Guess what? You just got a new job!
We’ll get to the job news, but first I’m going to tell you a job story of my own. I’m a writer and story-teller: that’s my job. Often my stories are fiction, but every word in this story is true.
Many years ago, I attended a business luncheon with a coworker who was naturally slim. The food was delicious: a huge, flaky croissant filled with chicken and grape salad, a mountain of potato chips (I adore potato chips), and strawberry shortcake for dessert. About one-third of the way through her meal, my coworker stopped eating and pushed her plate away.
“What’s the matter?” I said. “Don’t you like the food?”
“Oh, it’s fine,” she said. “I just can’t eat any more.”
She must have seen the baffled look on my face, because she added an explanation. “I eat a certain amount, and then I reach a point where I just can’t eat another bite, so I stop eating. I’ve always been this way.”
I wanted to offer to finish her lunch for her, but was too ashamed of my own greed to suggest it, and I was busy digesting what she had just said. I couldn’t remember ever in my life reaching the point where I couldn’t eat another bite of food. And although I had tried more diets and slimming plans than I could name, it had never occurred to me that I might become slim simply by stopping eating when I became full. My coworker was effortlessly slim and I was effortlessly obese. I subsided into silent envy over her natural advantage.
I spent the next 20 years suffering from morbid obesity and developing numerous health problems as a result of it. Finally, after much research and thought, I decided that weight loss surgery was my best option. On September 19, 2007, I had adjustable gastric band surgery. Ever since then I have been learning how to eat, and live, like a slim person. During that time, I’ve accumulated a lot of information, and have cultivated a lot of opinions that may not agree with yours, but of everything I’ve learned during my weight loss journey, there’s one truth you need to heed.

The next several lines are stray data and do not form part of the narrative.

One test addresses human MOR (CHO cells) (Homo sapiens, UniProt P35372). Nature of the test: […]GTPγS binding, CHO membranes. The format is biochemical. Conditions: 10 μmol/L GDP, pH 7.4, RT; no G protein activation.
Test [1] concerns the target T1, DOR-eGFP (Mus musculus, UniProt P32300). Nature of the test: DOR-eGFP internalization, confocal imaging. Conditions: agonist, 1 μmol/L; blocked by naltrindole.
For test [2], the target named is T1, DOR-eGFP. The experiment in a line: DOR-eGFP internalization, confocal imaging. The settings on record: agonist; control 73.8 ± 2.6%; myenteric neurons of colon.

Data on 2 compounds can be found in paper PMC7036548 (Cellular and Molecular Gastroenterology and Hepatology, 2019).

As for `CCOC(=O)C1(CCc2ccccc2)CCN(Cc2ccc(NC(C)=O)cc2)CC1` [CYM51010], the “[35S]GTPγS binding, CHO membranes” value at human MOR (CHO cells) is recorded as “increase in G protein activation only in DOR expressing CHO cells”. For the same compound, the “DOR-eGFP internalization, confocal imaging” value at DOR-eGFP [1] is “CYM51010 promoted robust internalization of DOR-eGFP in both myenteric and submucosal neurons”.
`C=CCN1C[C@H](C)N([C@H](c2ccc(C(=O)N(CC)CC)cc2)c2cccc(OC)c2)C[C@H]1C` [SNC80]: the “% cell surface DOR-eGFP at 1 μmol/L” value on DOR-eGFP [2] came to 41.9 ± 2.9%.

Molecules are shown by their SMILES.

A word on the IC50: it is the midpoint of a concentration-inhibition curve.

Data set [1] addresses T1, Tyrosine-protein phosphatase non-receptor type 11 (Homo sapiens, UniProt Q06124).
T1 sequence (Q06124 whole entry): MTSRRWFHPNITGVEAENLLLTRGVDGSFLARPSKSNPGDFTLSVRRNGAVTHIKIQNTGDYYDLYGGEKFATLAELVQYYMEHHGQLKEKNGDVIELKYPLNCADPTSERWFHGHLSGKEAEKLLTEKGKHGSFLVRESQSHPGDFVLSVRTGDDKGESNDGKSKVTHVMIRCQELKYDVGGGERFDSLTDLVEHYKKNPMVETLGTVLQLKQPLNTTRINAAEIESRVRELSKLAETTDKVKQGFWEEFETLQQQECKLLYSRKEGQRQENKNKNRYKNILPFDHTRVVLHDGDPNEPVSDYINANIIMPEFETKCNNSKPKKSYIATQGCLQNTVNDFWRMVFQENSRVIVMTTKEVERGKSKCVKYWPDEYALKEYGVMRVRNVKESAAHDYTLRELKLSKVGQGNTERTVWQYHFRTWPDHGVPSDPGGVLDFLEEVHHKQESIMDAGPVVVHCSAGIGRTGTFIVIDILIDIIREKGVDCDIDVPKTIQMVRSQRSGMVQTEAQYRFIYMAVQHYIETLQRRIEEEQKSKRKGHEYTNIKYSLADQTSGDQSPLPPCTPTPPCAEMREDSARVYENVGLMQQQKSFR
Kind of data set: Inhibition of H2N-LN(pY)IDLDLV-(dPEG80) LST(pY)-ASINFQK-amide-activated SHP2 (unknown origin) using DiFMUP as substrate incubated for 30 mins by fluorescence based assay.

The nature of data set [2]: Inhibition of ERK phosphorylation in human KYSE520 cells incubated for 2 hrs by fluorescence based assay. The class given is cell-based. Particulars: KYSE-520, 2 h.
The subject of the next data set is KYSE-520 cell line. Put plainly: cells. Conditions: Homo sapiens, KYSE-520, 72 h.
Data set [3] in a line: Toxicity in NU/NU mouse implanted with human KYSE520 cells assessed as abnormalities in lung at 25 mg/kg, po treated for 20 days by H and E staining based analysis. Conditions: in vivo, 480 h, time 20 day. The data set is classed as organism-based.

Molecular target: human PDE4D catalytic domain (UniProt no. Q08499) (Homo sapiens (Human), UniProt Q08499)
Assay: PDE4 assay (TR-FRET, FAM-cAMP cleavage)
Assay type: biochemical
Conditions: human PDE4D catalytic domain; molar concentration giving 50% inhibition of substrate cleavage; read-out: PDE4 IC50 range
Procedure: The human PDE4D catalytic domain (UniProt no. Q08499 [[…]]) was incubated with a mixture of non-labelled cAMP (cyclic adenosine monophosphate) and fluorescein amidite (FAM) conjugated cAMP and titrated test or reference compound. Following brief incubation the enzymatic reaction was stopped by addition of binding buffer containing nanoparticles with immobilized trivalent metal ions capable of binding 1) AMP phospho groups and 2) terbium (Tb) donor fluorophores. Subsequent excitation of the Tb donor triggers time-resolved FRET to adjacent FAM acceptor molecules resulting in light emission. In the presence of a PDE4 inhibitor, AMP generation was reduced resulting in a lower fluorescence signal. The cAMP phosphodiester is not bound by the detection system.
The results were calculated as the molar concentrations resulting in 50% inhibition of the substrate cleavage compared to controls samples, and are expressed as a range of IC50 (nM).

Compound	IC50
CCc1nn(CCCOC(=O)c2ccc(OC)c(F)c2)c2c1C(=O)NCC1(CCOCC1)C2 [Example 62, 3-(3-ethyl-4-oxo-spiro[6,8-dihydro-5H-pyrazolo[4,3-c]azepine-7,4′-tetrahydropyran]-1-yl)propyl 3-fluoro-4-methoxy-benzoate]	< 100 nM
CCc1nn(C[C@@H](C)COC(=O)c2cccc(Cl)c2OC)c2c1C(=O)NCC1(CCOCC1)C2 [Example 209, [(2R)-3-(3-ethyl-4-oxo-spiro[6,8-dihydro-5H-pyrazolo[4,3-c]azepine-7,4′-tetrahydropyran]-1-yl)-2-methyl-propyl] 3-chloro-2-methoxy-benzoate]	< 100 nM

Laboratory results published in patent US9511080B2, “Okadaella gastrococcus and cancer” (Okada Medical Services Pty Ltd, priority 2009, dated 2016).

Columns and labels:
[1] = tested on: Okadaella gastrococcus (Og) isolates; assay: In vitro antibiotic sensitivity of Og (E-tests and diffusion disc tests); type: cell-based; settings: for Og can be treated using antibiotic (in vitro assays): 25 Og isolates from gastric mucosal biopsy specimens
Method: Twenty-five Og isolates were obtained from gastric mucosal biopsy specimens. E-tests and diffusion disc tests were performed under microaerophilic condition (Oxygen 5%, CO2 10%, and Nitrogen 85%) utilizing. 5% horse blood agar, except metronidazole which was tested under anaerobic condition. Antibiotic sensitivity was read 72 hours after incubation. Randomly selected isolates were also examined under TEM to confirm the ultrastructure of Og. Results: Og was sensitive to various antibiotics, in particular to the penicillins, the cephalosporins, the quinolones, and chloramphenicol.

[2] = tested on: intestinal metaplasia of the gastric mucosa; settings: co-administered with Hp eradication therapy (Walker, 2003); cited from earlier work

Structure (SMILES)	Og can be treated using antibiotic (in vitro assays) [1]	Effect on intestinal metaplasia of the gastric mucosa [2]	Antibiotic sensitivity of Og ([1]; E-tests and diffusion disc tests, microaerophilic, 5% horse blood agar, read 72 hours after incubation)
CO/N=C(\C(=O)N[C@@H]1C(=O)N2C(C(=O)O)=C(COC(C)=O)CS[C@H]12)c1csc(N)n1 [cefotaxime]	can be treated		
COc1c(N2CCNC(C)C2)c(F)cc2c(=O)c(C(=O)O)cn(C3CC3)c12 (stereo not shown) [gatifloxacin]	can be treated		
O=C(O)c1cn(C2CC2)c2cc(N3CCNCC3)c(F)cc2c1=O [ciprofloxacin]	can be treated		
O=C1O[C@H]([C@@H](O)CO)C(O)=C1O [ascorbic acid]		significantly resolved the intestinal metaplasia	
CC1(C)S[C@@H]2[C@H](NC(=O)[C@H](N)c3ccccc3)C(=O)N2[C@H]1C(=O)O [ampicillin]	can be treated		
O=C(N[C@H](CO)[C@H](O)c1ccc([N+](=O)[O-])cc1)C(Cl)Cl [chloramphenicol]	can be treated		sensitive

Like it or not, no bariatric surgery of any description is magic. The WLS patients I know have all worked hard for their success. Adjustable gastric band. Roux-en-Y. Vertical sleeve gastrectomy. Sleeve plication. Duodenal switch. The surgical procedure happens only once (good Lord willin’ and the creek don’t rise), but one thing, common to us all, happens every day for the rest of our lives. Weight loss and weight loss maintenance require attention, commitment and action every day for the rest of our lives. It’s a job – a career – we must do or die.
A smart, mature, diligent acquaintance who did her research before she took the weight loss surgery plunge said to me once, “I had no idea how much work this was going to be.”
The work is not just in the weight loss but in lifestyle changes. The work doesn’t end once you reach your goal weight, but believe me: it is so very, very worth it. I love this new job of mine. I love the improved health and high energy and increased self-esteem and size 4 clothing, and I hope I never grow tired of it or take it all for granted.
A lifetime of work ahead of you can seem overwhelming. Think of it as a lifetime of learning. Learning is a good thing. If you stop learning, you stop growing. And if you stop growing, you die.
My mother, who struggled with obesity most of her life, used to say that there was a tall, thin brunette inside her just waiting to get out. I will always have a short, fat blonde girl inside me just waiting to get out. But having weight loss surgery has given me some wonderful tools for lifetime weight management, and I hope that proves to be the same for you.